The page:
Disney rarely posts disappointing financial results. Yet on 6 August 2019, the entertainment empire represented by New York Stock Exchange counter code:DIS reported falling fiscal third-quarter 2019 results with adjusted earnings per share (EPS) dropping 28% year over year despite revenue jumping 33%. The legendary domestic park for which the brand had made its name had taken a rare stumble, with operating income declining year over year, finding difficulty recovering expenses associated with Star Wars: Galaxy’s Edge. Though there were other factors at play, most notably high profile acquisitions like Twentieth Century Fox, it must be noted that in 2018, the Star Wars franchise was valued at as estimated at US$65 billion, and is currently the fifth-highest-grossing media franchise of all time.
In terms of opportunities for commercial expansion, Star Wars holds the Guinness World Records title for the “Most successful film merchandising franchise”, which for all intents and purposes, the Disney multi-media empire with its powerful Disney Parks, Experiences and Products division (formerly Disney Consumer Products) which generated $20.8 billion in 2018 would have continued that track record of merchandising sales. Furthermore, the brand new Star Wars: Galaxy’s Edge section, occupying a quarter of the Anaheim theme park, widely considered to be Disney’s most anticipated expansion in 20 years opened at Disneyland on May 31 and shortly thereafter began suffering from falling attendance and lacklustre interest in the franchise which some blamed on the Rian Johnson debacle which was The Last Jedi. Will the Star Wars empire crumble under Disney CEO Bob Iger’s charge? What made Marvel Entertainment succeed where Star Wars struggles?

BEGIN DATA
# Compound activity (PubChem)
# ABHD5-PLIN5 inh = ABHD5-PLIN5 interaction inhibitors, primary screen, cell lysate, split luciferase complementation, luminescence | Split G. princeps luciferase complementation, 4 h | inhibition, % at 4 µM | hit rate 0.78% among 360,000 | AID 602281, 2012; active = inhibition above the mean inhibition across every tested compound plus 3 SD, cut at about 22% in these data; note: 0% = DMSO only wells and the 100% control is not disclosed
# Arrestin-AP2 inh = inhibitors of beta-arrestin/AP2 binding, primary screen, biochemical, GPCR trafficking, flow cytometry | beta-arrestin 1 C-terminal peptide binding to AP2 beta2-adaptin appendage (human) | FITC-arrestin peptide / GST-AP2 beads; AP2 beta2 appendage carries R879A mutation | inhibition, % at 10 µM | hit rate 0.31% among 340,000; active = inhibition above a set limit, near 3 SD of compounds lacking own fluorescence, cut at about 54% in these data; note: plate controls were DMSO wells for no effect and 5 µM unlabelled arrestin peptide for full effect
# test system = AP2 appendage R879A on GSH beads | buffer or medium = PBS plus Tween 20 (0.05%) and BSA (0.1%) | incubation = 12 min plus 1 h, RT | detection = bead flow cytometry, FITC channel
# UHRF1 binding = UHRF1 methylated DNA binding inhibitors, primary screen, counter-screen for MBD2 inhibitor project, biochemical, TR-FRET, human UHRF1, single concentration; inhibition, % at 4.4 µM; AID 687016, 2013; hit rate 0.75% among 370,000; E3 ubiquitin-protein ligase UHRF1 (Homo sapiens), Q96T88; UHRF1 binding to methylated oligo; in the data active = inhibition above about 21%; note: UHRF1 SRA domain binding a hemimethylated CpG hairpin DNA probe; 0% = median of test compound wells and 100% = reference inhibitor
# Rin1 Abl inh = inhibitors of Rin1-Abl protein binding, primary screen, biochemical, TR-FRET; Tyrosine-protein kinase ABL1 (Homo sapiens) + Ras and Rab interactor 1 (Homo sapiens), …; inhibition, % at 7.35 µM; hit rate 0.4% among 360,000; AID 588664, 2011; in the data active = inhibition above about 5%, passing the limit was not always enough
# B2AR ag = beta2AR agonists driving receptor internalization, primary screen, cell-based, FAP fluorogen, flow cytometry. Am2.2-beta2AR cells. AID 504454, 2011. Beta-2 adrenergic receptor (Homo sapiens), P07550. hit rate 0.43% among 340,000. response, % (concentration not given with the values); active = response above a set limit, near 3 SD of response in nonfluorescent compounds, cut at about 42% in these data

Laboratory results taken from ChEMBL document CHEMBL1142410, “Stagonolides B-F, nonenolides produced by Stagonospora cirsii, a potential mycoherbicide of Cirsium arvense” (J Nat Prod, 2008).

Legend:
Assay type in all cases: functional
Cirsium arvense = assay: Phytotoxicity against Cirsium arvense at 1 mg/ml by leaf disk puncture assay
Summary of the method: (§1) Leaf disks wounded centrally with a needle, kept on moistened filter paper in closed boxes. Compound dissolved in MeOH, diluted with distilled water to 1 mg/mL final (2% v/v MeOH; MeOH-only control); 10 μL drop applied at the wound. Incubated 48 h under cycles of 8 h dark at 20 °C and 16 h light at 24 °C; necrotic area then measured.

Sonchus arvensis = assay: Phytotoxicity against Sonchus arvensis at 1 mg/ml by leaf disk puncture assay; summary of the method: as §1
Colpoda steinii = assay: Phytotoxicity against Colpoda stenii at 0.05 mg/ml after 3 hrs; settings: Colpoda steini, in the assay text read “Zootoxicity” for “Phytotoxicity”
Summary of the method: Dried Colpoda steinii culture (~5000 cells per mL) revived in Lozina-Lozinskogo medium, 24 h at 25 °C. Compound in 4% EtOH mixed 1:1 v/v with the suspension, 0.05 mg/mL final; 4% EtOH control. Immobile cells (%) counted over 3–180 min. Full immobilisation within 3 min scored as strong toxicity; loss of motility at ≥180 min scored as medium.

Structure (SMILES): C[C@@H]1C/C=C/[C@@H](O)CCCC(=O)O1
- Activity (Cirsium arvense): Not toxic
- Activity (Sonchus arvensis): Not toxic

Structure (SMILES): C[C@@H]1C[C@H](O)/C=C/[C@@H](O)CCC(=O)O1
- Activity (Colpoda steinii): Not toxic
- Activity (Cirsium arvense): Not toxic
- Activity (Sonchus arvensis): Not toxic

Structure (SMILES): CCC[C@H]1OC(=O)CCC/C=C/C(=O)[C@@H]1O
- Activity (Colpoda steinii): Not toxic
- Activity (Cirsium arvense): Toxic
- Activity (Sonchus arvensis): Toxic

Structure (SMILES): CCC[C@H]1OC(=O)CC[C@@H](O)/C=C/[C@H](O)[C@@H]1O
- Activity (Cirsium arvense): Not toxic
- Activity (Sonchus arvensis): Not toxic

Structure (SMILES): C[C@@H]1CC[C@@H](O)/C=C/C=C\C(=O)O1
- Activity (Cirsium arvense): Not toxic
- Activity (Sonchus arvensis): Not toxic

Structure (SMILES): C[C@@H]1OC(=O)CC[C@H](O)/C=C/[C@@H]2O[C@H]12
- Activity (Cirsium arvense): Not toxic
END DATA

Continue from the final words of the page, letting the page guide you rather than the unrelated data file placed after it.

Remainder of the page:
Star Wars The rise of Skywalker was supposed to be the climatic end of the Skywalker saga, leaving Disney open narratively to explore other aspects of the Star Wars universe. But the numbers showed that comparatively The Rise of Skywalker debuted to fewer viewers than The Last Jedi with a $175.5 million domestic opening weekend, well below the $248 million opening in 2015 for The Force Awakens (Episode VII) and the $220 million opening in 2017 for The Last Jedi. After a close to 60% drop in revenues for its second weekend, it’s almost certain that Skywalker will wind up as the lowest-grossing episode of all the trilogies. Who or what is to blame? And will the challenges which face the franchise moving forward be too great for CEO Bob Iger to overcome?
While the Lucasfilm acquisition hasn’t worked out nearly as well as anyone involved had envisioned or hoped, the benefit of hindsight allows us to draw corollary lines from Disney’s earlier and arguably more successful acquisitions, Pixar and Marvel . However, with the benefit of hindsight, from there we can pinpoint where things went wrong and why Lucasfilm failed under Disney ownership.
Iger’s masterstroke: Acquiring Pixar
When Iger was appointed the new CEO of the Walt Disney Company in 2005, he had three specific priorities for Disney: First, to create branded content. Second, to embrace the changes brought on by technology and finally, to become a truly global corporation. The first of those priorities to create more branded content led Iger to plan for the acquisition of other companies which either had the production know-how and or intellectual property to add to the Disney portfolio. In particular, he set his sights on Pixar, Marvel and Lucasfilm.